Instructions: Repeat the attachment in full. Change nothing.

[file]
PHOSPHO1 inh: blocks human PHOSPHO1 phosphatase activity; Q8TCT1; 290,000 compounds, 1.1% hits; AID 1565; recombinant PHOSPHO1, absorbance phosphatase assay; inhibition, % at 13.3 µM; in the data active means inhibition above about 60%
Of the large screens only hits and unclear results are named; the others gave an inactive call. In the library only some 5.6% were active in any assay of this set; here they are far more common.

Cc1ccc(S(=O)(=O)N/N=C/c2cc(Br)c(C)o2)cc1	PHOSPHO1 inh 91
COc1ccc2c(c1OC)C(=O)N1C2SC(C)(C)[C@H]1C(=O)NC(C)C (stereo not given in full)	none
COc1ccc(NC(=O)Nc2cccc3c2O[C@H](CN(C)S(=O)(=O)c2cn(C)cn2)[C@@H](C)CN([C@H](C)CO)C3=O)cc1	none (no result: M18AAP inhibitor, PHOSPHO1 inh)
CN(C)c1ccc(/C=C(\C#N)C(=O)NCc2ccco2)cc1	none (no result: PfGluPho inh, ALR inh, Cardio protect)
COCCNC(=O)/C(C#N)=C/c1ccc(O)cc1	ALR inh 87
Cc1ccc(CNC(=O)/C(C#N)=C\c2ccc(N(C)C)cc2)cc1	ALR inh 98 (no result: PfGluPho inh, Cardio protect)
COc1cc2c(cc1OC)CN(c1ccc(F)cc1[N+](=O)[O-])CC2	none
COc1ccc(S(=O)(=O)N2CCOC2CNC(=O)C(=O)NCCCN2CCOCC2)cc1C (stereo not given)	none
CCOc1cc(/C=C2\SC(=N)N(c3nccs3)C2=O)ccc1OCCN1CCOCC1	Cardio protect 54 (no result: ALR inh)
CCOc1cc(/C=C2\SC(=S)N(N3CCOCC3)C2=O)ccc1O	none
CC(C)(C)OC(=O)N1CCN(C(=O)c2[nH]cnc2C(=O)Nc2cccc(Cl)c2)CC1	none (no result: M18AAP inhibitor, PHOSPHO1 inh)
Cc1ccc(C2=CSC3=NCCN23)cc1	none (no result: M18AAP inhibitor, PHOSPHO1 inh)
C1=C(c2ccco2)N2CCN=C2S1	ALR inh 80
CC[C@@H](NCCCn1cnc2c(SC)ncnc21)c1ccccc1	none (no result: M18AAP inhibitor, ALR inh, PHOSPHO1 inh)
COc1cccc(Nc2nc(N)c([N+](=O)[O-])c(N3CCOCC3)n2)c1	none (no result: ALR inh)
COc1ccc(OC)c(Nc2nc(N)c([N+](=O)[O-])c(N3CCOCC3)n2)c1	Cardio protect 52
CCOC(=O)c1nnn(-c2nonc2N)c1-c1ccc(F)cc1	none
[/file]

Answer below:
PHOSPHO1 inh: blocks human PHOSPHO1 phosphatase activity; Q8TCT1; 290,000 compounds, 1.1% hits; AID 1565; recombinant PHOSPHO1, absorbance phosphatase assay; inhibition, % at 13.3 µM; in the data active means inhibition above about 60%
Of the large screens only hits and unclear results are named; the others gave an inactive call. In the library only some 5.6% were active in any assay of this set; here they are far more common.

Cc1ccc(S(=O)(=O)N/N=C/c2cc(Br)c(C)o2)cc1	PHOSPHO1 inh 91
COc1ccc2c(c1OC)C(=O)N1C2SC(C)(C)[C@H]1C(=O)NC(C)C (stereo not given in full)	none
COc1ccc(NC(=O)Nc2cccc3c2O[C@H](CN(C)S(=O)(=O)c2cn(C)cn2)[C@@H](C)CN([C@H](C)CO)C3=O)cc1	none (no result: M18AAP inhibitor, PHOSPHO1 inh)
CN(C)c1ccc(/C=C(\C#N)C(=O)NCc2ccco2)cc1	none (no result: PfGluPho inh, ALR inh, Cardio protect)
COCCNC(=O)/C(C#N)=C/c1ccc(O)cc1	ALR inh 87
Cc1ccc(CNC(=O)/C(C#N)=C\c2ccc(N(C)C)cc2)cc1	ALR inh 98 (no result: PfGluPho inh, Cardio protect)
COc1cc2c(cc1OC)CN(c1ccc(F)cc1[N+](=O)[O-])CC2	none
COc1ccc(S(=O)(=O)N2CCOC2CNC(=O)C(=O)NCCCN2CCOCC2)cc1C (stereo not given)	none
CCOc1cc(/C=C2\SC(=N)N(c3nccs3)C2=O)ccc1OCCN1CCOCC1	Cardio protect 54 (no result: ALR inh)
CCOc1cc(/C=C2\SC(=S)N(N3CCOCC3)C2=O)ccc1O	none
CC(C)(C)OC(=O)N1CCN(C(=O)c2[nH]cnc2C(=O)Nc2cccc(Cl)c2)CC1	none (no result: M18AAP inhibitor, PHOSPHO1 inh)
Cc1ccc(C2=CSC3=NCCN23)cc1	none (no result: M18AAP inhibitor, PHOSPHO1 inh)
C1=C(c2ccco2)N2CCN=C2S1	ALR inh 80
CC[C@@H](NCCCn1cnc2c(SC)ncnc21)c1ccccc1	none (no result: M18AAP inhibitor, ALR inh, PHOSPHO1 inh)
COc1cccc(Nc2nc(N)c([N+](=O)[O-])c(N3CCOCC3)n2)c1	none (no result: ALR inh)
COc1ccc(OC)c(Nc2nc(N)c([N+](=O)[O-])c(N3CCOCC3)n2)c1	Cardio protect 52
CCOC(=O)c1nnn(-c2nonc2N)c1-c1ccc(F)cc1	none